Bank's links to North Korea go back decades
The Ernst and Young report into allegations against Macau's Banco Delta Asia provides a rare window into the bank's three decades of links with North Korea.
The document describes Banco Delta chiefs visiting gold mines in North Korea as part of its role in trading bullion through Hong Kong.
It also outlines an extensive banking business involving term deposits, trade financing and cash transactions connecting North Korean banks, state companies and trading firms linked to Pyongyang.
The report was instigated by the Macau government after US Treasury Department warnings in September 2005 that Banco Delta was a 'willing pawn' in North Korean state crime. Reviewing three years and eight months of operations until the department's September announcement, it clears Banco Delta of money laundering allegations but warns of a string of management and reporting inadequacies and oversight.
The bank is citing the report as evidence in its bid to overturn a move by the department this week to formally blacklist Banco Delta from the US financial system.
The report outlines a US$120 million trade in North Korean gold and silver over the period. Six North Korean firms moved 9.1 tonnes of ingots stamped 'Central Bank of North Korea' to Macau by hand, sometimes flying them in direct.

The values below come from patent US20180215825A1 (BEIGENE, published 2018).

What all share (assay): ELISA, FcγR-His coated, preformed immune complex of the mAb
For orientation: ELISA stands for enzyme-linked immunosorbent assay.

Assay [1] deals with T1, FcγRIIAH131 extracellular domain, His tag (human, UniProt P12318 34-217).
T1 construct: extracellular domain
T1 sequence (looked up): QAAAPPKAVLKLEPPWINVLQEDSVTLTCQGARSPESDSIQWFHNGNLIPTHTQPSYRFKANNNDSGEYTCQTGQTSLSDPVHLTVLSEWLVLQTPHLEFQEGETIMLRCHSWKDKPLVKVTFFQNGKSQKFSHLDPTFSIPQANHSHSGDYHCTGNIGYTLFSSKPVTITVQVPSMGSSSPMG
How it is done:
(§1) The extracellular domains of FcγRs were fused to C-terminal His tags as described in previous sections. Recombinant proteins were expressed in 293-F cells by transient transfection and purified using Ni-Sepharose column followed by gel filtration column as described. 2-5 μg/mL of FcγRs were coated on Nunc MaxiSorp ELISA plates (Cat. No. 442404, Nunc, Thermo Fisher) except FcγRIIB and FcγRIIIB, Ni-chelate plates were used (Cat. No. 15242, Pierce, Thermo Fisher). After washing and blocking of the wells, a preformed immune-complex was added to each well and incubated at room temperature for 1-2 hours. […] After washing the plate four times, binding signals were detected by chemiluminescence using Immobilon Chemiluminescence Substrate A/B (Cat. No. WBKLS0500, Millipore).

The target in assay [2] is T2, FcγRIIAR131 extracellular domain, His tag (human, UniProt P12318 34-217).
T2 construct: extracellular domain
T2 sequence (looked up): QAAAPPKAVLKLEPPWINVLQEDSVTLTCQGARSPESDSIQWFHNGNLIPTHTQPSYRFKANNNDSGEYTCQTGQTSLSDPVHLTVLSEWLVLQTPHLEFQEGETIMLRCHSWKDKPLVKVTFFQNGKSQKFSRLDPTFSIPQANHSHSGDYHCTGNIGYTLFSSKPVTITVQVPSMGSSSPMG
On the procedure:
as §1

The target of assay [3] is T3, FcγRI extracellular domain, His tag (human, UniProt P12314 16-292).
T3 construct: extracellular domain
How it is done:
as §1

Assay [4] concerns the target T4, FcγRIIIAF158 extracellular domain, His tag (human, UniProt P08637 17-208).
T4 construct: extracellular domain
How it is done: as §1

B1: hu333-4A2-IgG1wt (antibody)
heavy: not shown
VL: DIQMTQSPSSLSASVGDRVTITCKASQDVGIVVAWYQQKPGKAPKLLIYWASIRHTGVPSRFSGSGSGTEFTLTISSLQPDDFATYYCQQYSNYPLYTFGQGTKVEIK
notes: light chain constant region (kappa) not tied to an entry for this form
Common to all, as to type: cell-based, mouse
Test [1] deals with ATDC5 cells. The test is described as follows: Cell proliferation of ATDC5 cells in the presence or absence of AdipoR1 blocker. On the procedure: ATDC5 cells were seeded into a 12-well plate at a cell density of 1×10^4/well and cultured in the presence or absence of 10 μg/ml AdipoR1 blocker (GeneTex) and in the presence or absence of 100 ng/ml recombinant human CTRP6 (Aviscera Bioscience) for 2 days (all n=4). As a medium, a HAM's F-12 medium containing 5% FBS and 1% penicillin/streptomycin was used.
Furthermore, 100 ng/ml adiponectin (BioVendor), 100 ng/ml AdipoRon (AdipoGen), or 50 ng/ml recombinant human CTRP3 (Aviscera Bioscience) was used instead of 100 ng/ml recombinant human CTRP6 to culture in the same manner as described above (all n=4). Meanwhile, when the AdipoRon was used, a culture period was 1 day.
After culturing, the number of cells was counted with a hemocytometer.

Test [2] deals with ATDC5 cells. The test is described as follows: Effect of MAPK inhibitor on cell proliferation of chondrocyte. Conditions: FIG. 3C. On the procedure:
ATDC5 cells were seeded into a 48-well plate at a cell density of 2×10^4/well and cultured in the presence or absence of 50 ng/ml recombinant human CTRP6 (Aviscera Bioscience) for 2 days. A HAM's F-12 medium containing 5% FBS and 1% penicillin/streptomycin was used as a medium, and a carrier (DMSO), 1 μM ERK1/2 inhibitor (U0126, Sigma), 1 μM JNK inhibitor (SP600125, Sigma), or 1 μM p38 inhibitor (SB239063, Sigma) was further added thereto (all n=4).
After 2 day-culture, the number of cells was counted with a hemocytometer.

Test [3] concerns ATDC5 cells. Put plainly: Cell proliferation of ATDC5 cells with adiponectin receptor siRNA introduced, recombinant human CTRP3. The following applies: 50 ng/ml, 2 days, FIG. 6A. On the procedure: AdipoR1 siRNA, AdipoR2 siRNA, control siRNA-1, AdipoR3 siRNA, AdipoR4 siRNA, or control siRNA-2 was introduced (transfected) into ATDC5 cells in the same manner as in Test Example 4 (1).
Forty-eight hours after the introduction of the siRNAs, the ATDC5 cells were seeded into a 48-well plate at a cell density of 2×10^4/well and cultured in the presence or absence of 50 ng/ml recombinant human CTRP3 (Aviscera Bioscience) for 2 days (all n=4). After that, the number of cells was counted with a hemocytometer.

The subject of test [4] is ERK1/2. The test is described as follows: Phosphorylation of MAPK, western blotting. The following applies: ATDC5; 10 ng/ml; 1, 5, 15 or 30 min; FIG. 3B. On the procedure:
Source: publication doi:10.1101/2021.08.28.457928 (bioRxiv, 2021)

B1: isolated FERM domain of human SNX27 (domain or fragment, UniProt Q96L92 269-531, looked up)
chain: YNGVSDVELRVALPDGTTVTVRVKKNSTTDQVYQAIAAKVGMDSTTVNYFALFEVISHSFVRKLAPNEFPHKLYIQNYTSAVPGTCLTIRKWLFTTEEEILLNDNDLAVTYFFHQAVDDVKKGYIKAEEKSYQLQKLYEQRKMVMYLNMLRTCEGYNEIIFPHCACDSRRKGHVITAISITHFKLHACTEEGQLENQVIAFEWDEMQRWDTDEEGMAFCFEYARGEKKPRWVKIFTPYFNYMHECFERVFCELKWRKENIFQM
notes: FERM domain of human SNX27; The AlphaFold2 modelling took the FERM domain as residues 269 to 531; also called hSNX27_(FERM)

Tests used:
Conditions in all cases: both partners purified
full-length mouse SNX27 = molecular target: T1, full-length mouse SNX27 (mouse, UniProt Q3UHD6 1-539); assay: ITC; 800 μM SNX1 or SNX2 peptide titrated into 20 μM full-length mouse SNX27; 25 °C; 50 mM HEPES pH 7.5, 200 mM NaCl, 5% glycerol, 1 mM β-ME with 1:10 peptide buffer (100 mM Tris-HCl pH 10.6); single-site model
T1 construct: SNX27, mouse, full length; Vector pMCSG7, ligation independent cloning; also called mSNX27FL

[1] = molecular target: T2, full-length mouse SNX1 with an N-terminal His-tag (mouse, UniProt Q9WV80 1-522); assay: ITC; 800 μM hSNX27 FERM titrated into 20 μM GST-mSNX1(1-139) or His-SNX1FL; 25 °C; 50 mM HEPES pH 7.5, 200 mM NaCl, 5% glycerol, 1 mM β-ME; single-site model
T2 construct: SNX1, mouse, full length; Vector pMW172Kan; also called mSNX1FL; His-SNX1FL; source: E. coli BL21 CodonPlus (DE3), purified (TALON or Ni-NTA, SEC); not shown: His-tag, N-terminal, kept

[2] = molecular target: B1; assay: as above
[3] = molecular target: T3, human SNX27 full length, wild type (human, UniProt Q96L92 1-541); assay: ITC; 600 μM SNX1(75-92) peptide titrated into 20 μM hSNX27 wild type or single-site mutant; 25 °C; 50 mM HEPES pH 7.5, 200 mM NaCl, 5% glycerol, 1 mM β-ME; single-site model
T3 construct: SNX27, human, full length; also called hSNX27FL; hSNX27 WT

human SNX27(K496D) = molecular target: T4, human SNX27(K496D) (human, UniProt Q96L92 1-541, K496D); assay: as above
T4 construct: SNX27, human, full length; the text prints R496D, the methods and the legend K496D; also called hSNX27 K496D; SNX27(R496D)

Effectively a storage warehouse, the gold was hand carried to Banco Delta's Hong Kong subsidiary, Delta Asia Credit, which on-sold the ingots to a German bullion trader. The transactions were made through US dollar accounts.
'Banco Delta appears to handle a material percentage of North Korea's gold sales,' the report says.
It notes one source describing how trading firms would barter with North Korean firms, needing to sell the bars to obtain foreign exchange.
Warning of insufficient 'know your customer' research into the firms involved in the trade and the commercial basis behind the gold sales, the report notes responses from the bank that the gold purchased was North Korean.
Other parts of the report detail term-deposit activity with North Korean concerns totalling more than HK$1 billion over the period.
The report also notes that Banco Delta's North Korean business accounted for more than 7 per cent of its revenues and 22 per cent of its turnover during the same period.
Banco Delta is a private, family owned operation. Its main shareholder is Stanley Au, a CPPCC member and one-time candidate for Macau chief executive. The bank is currently being run by an administrative committee appointed by the Macau government after the US Treasury warnings.